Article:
Relationship for modern electronic (DAW) artists


#1

I don’t really like starting a new topic when I already have another at the top of the list, but I didn’t see any good way of merging the two.

A lot of the more amateur music nowdays (and a decent amount of the professional works) is created electronically, without touching a physical instrument, in DAWs such as FL Studio, Cubase, or LMMS. What is the proper way to credit the artists creating these recordings? The only other thread I’ve found touching on this was way back in June discussing player pianos, which obviously comes with different connotations. I have been using “performer: instruments” and specifying “synthesizer” when I know the recording doesn’t involve physical instruments and microphones, but I’ve realized that probably implies the physical, piano-like keyboard. Would “programmer” be better? “instruments: sampler”?


#2

The most common credits I’ve seen printed for all-electronic music are “composer and producer: X”, I think (with no traditional “performer” credit listed)


#3

It could also be programming (under production)

Description: This links a recording to the artist who did the programming for electronic instruments used on the recording. In the most cases, the ‘electronic instrument’ is either a synthesizer or a drum machine.


#4

I do see the sense in that, but at the same time, it seems like a weird division. If some artist makes a recording using high-quality samples in such a way that it sounds like they could have recorded their piano or whatever other instruments they’re using, and I wasn’t aware of the origin of the piece, I’d probably credit them as “performer: instruments” (especially if they had someone else in a clearly demarcated role, say vocals). With that format, though, if I later dug deeper and discovered that they had never actually touched a key and did all the work with their mouse, I’d then wind up removing the relationship entirely rather than narrowing it down as I would if they had stuck a microphone in a true grand piano. Could just be my love of consistency protesting, though.

That’s what I was thinking, but I wanted to be sure that that role hadn’t picked up any other connotations beyond that description.

EDIT: Well, I’ve found one argument for using “performer”: Picard doesn’t download the “programmer” credits. Not sure if that’s big enough to affect things, but it is something.


#5

Please don’t add a relationship that isn’t what’s credited just because it will make your tags look better. If the release has only “programmed”, use that. If it has “produced”, use that.

I’d be surprised if Picard didn’t download that relationship at all though (although you might need a bit of scripting to store it as a performer - @outsidecontext, any tips?).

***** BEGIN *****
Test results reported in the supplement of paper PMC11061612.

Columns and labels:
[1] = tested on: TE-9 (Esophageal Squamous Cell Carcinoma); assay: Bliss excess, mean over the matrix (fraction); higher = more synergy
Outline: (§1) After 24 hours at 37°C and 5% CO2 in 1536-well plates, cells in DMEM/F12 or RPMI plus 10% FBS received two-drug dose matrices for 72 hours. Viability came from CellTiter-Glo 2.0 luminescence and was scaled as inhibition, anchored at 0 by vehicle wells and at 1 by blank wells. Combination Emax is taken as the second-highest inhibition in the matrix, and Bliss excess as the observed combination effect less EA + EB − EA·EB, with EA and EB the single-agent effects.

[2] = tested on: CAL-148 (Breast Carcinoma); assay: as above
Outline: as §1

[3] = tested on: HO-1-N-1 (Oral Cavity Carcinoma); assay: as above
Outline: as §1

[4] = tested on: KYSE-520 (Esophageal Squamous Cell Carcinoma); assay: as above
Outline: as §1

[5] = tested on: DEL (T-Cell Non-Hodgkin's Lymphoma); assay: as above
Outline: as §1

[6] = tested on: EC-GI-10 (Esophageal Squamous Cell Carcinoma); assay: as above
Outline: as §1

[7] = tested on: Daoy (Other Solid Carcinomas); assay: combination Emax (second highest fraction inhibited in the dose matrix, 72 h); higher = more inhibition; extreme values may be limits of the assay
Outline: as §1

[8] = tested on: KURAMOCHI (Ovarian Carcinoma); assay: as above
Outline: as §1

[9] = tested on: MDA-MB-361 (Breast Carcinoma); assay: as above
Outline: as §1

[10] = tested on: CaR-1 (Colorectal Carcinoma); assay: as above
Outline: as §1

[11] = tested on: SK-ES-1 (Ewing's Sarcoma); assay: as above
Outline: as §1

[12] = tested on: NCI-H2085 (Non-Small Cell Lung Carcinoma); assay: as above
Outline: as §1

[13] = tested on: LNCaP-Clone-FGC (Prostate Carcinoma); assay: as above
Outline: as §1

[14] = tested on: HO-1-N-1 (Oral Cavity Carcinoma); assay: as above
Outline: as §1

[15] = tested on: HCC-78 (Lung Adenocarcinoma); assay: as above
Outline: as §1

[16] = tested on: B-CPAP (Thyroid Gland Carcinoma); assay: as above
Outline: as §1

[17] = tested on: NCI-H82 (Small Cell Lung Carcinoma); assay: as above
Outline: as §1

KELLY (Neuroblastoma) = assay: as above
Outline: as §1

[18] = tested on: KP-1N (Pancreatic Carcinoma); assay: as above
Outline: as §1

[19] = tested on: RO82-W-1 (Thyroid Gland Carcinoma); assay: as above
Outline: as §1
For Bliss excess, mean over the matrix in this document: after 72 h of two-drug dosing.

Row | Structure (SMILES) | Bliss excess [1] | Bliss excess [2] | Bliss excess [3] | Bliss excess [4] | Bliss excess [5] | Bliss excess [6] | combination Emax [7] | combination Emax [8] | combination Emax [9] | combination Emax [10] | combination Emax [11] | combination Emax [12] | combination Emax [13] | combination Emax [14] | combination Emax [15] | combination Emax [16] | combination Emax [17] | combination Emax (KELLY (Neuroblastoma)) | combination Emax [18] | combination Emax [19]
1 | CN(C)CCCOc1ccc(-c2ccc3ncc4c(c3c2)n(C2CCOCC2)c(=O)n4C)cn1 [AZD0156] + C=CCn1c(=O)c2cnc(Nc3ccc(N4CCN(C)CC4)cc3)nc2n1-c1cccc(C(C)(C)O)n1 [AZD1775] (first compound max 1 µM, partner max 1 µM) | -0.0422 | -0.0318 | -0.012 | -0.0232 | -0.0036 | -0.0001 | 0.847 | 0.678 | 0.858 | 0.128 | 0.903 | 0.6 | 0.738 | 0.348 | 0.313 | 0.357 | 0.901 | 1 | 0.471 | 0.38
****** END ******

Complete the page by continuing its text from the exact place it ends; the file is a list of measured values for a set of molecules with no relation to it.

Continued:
#6

@WovenTales, I had to look it up — Digital audio workstation (DAW) — so could you please add this to your original post in order to readers understand this topic straight ahead? :sweat_smile:

A lot … is created electronically, without touching a physical instrument, in Digital audio workstations (DAW) such as …

BTW, I use programming for this (without instruments, for instance).
If the programmer has beforehand recorded the sound of their instruments, it is just a detail and doesn’t mean they are capable of playing the instruments and doesn’t mean they did perform the instruments in this music, they still just programmed.


#7

Picard “downloads” all relationship, but it does not have variables for them all. A plugin could make the programming relationship available as a variable.


#8

Done! Probably should have thought of that to begin with. Thanks for pointing it out!

I agree that’s not a good basis for adding tags, it’s just something that’s popped up since I’ve started using “programmed”. I’m not sure about the greater implications of your wording, though: not everyone fully credits their recordings, especially if they’re the only one who worked on it. By saying I should only add what’s credited, you’re saying that I should leave a good number of recordings without any attribution beyond the top-level artists. Sure, guessing at who played/programmed what is never a good idea, but if no one else contributed, adding “instruments” and, if applicable, “vocals” relationships seems like it would be not only acceptable, but perhaps even desirable.


#9

Just a little trivia, The winner of the Male artist of the year in the 2013 ARIA awards (Australian recording industry Awards) was flume.
This was the first time someone had won the award where they do not sing or play an instrument.
He uses alberton live as his DAW and if you bought the special edition of his first cd it came with a basic version of the software as well as project files for 3 of his songs.


#10

Agreed to a certain point. If you have a rapper’s album, often they won’t credit anything for the vocal performance, because it’s to be assumed it’s him. In that case, it seems quite reasonable to just add him to any tracks (especially since it’s pretty easy to listen to them and check that yes, that’s indeed his voice there). If you already have a credit (like “produced and written by X”), I’m not sure it’s a good idea to enter more than that, especially when that “produced” seems intended to cover the whole “did stuff in Ableton or whatever” concept already.